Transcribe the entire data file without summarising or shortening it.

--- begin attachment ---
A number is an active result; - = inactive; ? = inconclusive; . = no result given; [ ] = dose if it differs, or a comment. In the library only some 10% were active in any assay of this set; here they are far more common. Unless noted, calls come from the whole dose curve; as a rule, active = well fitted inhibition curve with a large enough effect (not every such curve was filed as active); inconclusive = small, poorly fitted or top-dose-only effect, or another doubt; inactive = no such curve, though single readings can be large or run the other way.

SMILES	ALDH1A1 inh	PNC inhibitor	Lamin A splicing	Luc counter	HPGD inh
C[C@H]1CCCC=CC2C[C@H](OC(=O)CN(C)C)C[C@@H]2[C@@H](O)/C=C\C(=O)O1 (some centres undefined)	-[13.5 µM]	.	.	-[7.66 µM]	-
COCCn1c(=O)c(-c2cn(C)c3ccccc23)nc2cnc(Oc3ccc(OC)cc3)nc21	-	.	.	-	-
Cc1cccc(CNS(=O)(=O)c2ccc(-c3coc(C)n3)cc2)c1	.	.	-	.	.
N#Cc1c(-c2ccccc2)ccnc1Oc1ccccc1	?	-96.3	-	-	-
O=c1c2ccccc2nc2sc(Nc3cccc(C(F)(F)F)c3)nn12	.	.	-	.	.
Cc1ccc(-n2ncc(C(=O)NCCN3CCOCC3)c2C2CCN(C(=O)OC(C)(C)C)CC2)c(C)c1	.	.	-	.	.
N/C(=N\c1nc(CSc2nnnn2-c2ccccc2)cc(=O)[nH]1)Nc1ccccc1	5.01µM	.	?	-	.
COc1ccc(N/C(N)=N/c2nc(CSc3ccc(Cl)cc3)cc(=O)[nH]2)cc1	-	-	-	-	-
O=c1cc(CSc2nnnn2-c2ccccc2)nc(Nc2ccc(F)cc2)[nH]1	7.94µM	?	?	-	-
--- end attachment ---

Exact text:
A number is an active result; - = inactive; ? = inconclusive; . = no result given; [ ] = dose if it differs, or a comment. In the library only some 10% were active in any assay of this set; here they are far more common. Unless noted, calls come from the whole dose curve; as a rule, active = well fitted inhibition curve with a large enough effect (not every such curve was filed as active); inconclusive = small, poorly fitted or top-dose-only effect, or another doubt; inactive = no such curve, though single readings can be large or run the other way.

SMILES	ALDH1A1 inh	PNC inhibitor	Lamin A splicing	Luc counter	HPGD inh
C[C@H]1CCCC=CC2C[C@H](OC(=O)CN(C)C)C[C@@H]2[C@@H](O)/C=C\C(=O)O1 (some centres undefined)	-[13.5 µM]	.	.	-[7.66 µM]	-
COCCn1c(=O)c(-c2cn(C)c3ccccc23)nc2cnc(Oc3ccc(OC)cc3)nc21	-	.	.	-	-
Cc1cccc(CNS(=O)(=O)c2ccc(-c3coc(C)n3)cc2)c1	.	.	-	.	.
N#Cc1c(-c2ccccc2)ccnc1Oc1ccccc1	?	-96.3	-	-	-
O=c1c2ccccc2nc2sc(Nc3cccc(C(F)(F)F)c3)nn12	.	.	-	.	.
Cc1ccc(-n2ncc(C(=O)NCCN3CCOCC3)c2C2CCN(C(=O)OC(C)(C)C)CC2)c(C)c1	.	.	-	.	.
N/C(=N\c1nc(CSc2nnnn2-c2ccccc2)cc(=O)[nH]1)Nc1ccccc1	5.01µM	.	?	-	.
COc1ccc(N/C(N)=N/c2nc(CSc3ccc(Cl)cc3)cc(=O)[nH]2)cc1	-	-	-	-	-
O=c1cc(CSc2nnnn2-c2ccccc2)nc(Nc2ccc(F)cc2)[nH]1	7.94µM	?	?	-	-